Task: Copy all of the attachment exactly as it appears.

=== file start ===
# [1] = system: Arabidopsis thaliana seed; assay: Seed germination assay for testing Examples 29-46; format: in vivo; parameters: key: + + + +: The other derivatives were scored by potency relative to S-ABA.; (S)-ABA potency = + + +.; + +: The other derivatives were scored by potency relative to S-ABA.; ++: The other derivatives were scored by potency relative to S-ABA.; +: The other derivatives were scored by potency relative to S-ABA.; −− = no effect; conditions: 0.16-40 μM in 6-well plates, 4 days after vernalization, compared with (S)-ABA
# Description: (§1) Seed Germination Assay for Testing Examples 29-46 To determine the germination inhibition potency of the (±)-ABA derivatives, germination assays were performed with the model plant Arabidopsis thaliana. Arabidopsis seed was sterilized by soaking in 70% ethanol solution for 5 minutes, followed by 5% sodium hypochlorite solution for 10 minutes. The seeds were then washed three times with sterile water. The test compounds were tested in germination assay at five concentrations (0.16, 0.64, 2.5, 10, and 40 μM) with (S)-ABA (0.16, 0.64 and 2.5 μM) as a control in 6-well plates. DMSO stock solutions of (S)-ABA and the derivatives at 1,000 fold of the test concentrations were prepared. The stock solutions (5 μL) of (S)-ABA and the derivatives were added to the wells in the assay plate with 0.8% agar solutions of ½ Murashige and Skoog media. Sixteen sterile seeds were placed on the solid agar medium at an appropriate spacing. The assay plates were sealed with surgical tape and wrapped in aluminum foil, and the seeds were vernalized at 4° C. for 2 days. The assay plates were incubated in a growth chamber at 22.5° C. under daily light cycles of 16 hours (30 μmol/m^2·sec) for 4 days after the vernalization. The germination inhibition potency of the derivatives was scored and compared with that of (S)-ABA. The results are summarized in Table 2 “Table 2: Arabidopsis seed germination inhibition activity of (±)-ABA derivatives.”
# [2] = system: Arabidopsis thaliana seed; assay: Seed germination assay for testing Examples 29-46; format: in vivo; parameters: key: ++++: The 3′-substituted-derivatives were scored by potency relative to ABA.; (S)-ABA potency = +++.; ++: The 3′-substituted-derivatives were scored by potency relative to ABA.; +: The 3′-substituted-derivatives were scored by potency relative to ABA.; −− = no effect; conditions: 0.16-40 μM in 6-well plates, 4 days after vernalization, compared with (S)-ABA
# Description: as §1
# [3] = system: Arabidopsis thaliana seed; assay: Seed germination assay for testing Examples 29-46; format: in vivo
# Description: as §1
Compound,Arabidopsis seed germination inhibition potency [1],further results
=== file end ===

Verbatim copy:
# [1] = system: Arabidopsis thaliana seed; assay: Seed germination assay for testing Examples 29-46; format: in vivo; parameters: key: + + + +: The other derivatives were scored by potency relative to S-ABA.; (S)-ABA potency = + + +.; + +: The other derivatives were scored by potency relative to S-ABA.; ++: The other derivatives were scored by potency relative to S-ABA.; +: The other derivatives were scored by potency relative to S-ABA.; −− = no effect; conditions: 0.16-40 μM in 6-well plates, 4 days after vernalization, compared with (S)-ABA
# Description: (§1) Seed Germination Assay for Testing Examples 29-46 To determine the germination inhibition potency of the (±)-ABA derivatives, germination assays were performed with the model plant Arabidopsis thaliana. Arabidopsis seed was sterilized by soaking in 70% ethanol solution for 5 minutes, followed by 5% sodium hypochlorite solution for 10 minutes. The seeds were then washed three times with sterile water. The test compounds were tested in germination assay at five concentrations (0.16, 0.64, 2.5, 10, and 40 μM) with (S)-ABA (0.16, 0.64 and 2.5 μM) as a control in 6-well plates. DMSO stock solutions of (S)-ABA and the derivatives at 1,000 fold of the test concentrations were prepared. The stock solutions (5 μL) of (S)-ABA and the derivatives were added to the wells in the assay plate with 0.8% agar solutions of ½ Murashige and Skoog media. Sixteen sterile seeds were placed on the solid agar medium at an appropriate spacing. The assay plates were sealed with surgical tape and wrapped in aluminum foil, and the seeds were vernalized at 4° C. for 2 days. The assay plates were incubated in a growth chamber at 22.5° C. under daily light cycles of 16 hours (30 μmol/m^2·sec) for 4 days after the vernalization. The germination inhibition potency of the derivatives was scored and compared with that of (S)-ABA. The results are summarized in Table 2 “Table 2: Arabidopsis seed germination inhibition activity of (±)-ABA derivatives.”
# [2] = system: Arabidopsis thaliana seed; assay: Seed germination assay for testing Examples 29-46; format: in vivo; parameters: key: ++++: The 3′-substituted-derivatives were scored by potency relative to ABA.; (S)-ABA potency = +++.; ++: The 3′-substituted-derivatives were scored by potency relative to ABA.; +: The 3′-substituted-derivatives were scored by potency relative to ABA.; −− = no effect; conditions: 0.16-40 μM in 6-well plates, 4 days after vernalization, compared with (S)-ABA
# Description: as §1
# [3] = system: Arabidopsis thaliana seed; assay: Seed germination assay for testing Examples 29-46; format: in vivo
# Description: as §1
Compound,Arabidopsis seed germination inhibition potency [1],further results